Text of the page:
Is The Pale Blue Eye based on a true story? When it comes to movies about real-life historical figures, the blend between fact and fiction can be tricky and lead to some confusion.
This is certainly the case in the latest Netflix horror movie, The Pale Blue Eye. In the film, former Harry Potter cast member Harry Melling plays the famous gothic horror writer, Edgar Allen-Poe. Poe plays a big role in the thriller movie, as the young cadet, prior to reaching literary fame, ends up assisting detective Augustus Landor in investigating a grim series of murders at West Point Military Academy in 1830.
But did the events in this detective movie actually transpire in real life? Here’s a quick run-down answering the head-scratching question.
Is The Pale Blue Eye based on a true story?
Technically, no. The Pale Blue Eye is not a movie based on a true story. In fact, it is an adaptation of the novel of the same name, which Louis Bayard wrote.
The novel, like the film, is a work of fiction — but real-life details about Edgar Allen Poe’s life are littered in the movie. West Point Military Academy is a real place, and Poe actually went there for six months in 1830. Historically, Poe went to the military centre for six months before being dismissed for gross neglect of duty.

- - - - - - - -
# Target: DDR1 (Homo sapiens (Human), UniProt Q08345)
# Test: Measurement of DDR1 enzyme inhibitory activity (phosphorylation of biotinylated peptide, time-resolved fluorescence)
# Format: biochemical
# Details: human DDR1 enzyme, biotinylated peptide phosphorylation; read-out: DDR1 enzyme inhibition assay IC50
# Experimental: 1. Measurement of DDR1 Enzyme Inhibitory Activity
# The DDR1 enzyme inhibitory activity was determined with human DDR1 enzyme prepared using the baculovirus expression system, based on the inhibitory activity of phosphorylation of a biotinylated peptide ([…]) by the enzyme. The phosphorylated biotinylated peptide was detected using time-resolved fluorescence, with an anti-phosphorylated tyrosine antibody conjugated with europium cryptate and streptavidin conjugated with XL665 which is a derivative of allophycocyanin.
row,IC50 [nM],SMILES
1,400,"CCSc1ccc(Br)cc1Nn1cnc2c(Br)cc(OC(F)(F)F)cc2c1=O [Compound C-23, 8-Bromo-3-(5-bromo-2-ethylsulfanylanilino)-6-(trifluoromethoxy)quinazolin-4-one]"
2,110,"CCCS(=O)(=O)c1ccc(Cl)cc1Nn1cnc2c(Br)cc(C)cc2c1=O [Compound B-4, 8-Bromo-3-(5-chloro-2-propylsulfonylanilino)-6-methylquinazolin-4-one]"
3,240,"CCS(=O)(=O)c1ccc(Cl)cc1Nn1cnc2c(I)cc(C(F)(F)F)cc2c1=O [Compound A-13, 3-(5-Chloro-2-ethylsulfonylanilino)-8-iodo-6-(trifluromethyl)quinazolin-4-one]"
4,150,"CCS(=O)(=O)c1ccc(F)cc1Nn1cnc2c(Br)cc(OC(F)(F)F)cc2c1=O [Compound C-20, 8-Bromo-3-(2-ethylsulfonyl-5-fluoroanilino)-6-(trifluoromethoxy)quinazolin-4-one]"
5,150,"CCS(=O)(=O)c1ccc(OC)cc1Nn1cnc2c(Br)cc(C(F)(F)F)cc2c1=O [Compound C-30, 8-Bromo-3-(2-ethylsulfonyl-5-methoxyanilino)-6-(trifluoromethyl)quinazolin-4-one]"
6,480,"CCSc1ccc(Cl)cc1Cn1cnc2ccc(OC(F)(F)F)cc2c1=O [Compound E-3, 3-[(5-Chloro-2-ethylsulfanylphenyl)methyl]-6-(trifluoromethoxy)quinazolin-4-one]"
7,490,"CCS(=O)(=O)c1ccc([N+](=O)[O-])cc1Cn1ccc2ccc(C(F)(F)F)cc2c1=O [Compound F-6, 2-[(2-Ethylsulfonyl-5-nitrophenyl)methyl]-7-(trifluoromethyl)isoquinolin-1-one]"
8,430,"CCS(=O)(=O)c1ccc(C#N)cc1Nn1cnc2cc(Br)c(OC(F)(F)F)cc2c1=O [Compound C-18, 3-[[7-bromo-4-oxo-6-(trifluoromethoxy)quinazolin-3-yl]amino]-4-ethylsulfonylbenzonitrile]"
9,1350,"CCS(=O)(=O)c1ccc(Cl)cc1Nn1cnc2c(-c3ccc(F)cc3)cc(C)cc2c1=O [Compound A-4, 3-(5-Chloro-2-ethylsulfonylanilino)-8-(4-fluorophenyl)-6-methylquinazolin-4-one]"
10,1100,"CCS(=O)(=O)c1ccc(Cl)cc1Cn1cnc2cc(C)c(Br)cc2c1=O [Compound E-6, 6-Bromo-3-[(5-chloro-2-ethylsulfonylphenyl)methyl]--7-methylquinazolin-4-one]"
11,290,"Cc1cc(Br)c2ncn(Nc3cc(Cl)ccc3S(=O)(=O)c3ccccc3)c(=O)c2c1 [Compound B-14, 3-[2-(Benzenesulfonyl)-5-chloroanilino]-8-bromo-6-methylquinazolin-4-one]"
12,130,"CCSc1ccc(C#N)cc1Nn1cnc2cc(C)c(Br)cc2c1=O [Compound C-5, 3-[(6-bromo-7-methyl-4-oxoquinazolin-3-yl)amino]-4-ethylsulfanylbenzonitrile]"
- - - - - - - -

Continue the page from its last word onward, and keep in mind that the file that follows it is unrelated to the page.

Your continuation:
“The only records that exist are the court-martial records,” author Bayard told Netflix’s Tudum in an interview. “The rest of it just had to be filled in.” This historical context arguably drives Melling’s portrayal of Poe in the new movie, as he is depicted as not exactly fitting in or having a whale of a time at the Academy, which probably isn’t too far from the truth, given how short his stint was there.
Bale’s character Landor ends up bonding with Poe over their shared grief of lost loved ones — and while Landor as a person is entirely fictional, it is true that Poe had experienced loss shortly before his stint at West Point. In 1829, his beloved foster mother, Frances Allen died.
Ultimately, while there’s no doubt that Poe’s time at West Point involved a lot of personal development that might have shaped his writing, it didn’t involve solving any murders with Christian Bale. As Bayard puts it to Tudum, “The nice thing about being a historical novelist is you get to make shit up.”
The Pale Blue Eye is available to stream on Netflix now. But if you need more convincing, check out our Emma-Jane Betts’ The Pale Blue Eye review, and her Harry Melling interview, where she chats to Poe himself (sort of).